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(c) 2002 John Reid

Before I get into the nitty gritty of autograph collecting and dealing I want to give you some background on why anyone should listen to my opinion. For many years, I was a wholesaler of genuine "in person" autographs to a number of large retail outlets. I sold thousands of autographs in this way ranging from Cary Grant to Brad Pitt. My sources have been very reliable and all of the material I sold was fully authenitcated. I did not sell any "autographs" that had been obtained through the mail. Because I was a wholesaler, I did not attract or look for publicity. I had a steady market and I was content with that. The following comments will not be popular with many autograph dealers but they represent the real story that is rarely expressed in the industry. I think it is important that the dark side of the business is exposed. It is unfortunate that the questionable practices of many dealers damages the crediblity of the hobby and the honest dealers.

Autographs obtained through the mail

The reason I do not sell autographs that have been obtained through the mail is that I believe a huge percentage of those that are sold as genuine are clearly secretarial. There are a number of dealers who have teams of workers who send letters to hundreds of celebrities. They use a number of different PO Boxes and bascially pose as genuine collectors. They receive a great many responses – ranging from signed index cards to signed photos and then sell these as genuine autographs. Now, you really dont need to be a brain surgeon to work out that celebrities receive a huge number of requests for their signature. The more famous the celebrity the more requests. I spoke to Chris O'Donnell recently and he told me that he had no way of keeping up with the demand.


Think of the mail Tom Cruise would receive. Can you really imagine that these celebrities sign everything that is asked of them? You would have to be incredibly naiive to think that that is the case. It is more likely that many of the responses are secretarial or autopen or printed signatures – basically signed by someone other than the star in a manner that looks genuine.

So how can you determine if they are genuine or not?

Of course it is true that some stars genuinely sign some material through the mail. The problem is that if you did not see the star sign the item there is no way you can be 100% certain that the signature is genuine. Staff of various celebrities become extremely skilled at signing autographs. This is where the dealers come in. Many dealers are quite happy to provide a Certificate of Authenticity for an "autograph" that has been obtained through the mail. They argue that they have years of experience in authentication and that they can tell a genuine autograph from a secretarial version. Thats how they make money. The fact is that in most cases it is impossible to be certain that an autograph is genuine unless it was obtained "in person". It is, however, very easy to provide a C of A and pass a questionable signature off as genuine. The truth is that any dealer who obtains signatures through the mail should NEVER provide a C of A.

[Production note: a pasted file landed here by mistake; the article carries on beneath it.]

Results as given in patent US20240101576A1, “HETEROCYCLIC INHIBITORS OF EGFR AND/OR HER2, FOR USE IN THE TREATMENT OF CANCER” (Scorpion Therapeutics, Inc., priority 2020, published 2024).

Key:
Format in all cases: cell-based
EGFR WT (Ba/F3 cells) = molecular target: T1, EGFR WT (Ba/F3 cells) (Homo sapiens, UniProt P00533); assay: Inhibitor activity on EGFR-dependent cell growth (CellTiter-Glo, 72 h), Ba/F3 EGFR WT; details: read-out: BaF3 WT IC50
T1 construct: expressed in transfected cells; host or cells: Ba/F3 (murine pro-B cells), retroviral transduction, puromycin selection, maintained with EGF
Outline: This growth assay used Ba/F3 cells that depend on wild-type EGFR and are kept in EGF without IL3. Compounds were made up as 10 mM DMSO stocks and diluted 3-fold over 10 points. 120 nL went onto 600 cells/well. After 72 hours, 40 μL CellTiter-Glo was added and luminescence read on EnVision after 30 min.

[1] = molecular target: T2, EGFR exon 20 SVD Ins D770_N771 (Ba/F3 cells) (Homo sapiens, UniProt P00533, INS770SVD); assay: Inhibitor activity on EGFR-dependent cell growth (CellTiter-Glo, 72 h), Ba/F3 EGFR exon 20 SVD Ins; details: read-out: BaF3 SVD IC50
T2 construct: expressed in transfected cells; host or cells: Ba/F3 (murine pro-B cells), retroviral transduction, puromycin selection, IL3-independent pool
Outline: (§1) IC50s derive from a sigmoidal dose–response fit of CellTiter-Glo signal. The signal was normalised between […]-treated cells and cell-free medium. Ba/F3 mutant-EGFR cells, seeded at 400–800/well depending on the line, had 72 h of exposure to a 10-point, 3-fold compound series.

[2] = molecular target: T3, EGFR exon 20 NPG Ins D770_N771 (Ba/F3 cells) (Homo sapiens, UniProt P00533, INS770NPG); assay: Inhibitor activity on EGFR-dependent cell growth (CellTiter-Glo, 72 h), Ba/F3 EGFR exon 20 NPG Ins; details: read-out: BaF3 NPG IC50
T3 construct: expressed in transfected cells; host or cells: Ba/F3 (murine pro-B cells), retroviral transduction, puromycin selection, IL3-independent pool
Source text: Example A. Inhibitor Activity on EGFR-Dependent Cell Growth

Autograph Magazines and periodicals

There are a number of publications where dealers can advertise and where the hobby of autograph collecting is discussed. Articles providing information on addresses of celebrites and events where celebrities have signed appear. There are tasteless exposes on the best signers and the worst signers as if celebrities have a contractural obligation to sign anything that is placed in front of them especially when a large percentage of autograph hunters are dealers posing as fans. Over the years these publications have listed advertisements from hundreds of dealers advertising autographs ranging from Lincoln to John Wayne to the Beatles. Anything is available for those who have the money. The problem again is that many of the autographs that are offerred by dealers in these magazines are fakes. How can I be so sure of this? You need look no further than the FBI investigation of a company which sold thousands of fake "autographs" many of which were advertised in the prominent autograph magazines. I became concerned when they were offering as many John Wayne autographs as you wanted for less than the going price. I contacted one of the magazines with my concerns and they never responded, running ads for at least a year after my first letter raising concerns. The amount of people who were ripped off by this unscrupulous company must be huge but I believe that the magazines which ran the ads also carried a responsibility and that their crediblity has been scarred.

Autograph clubs and alliances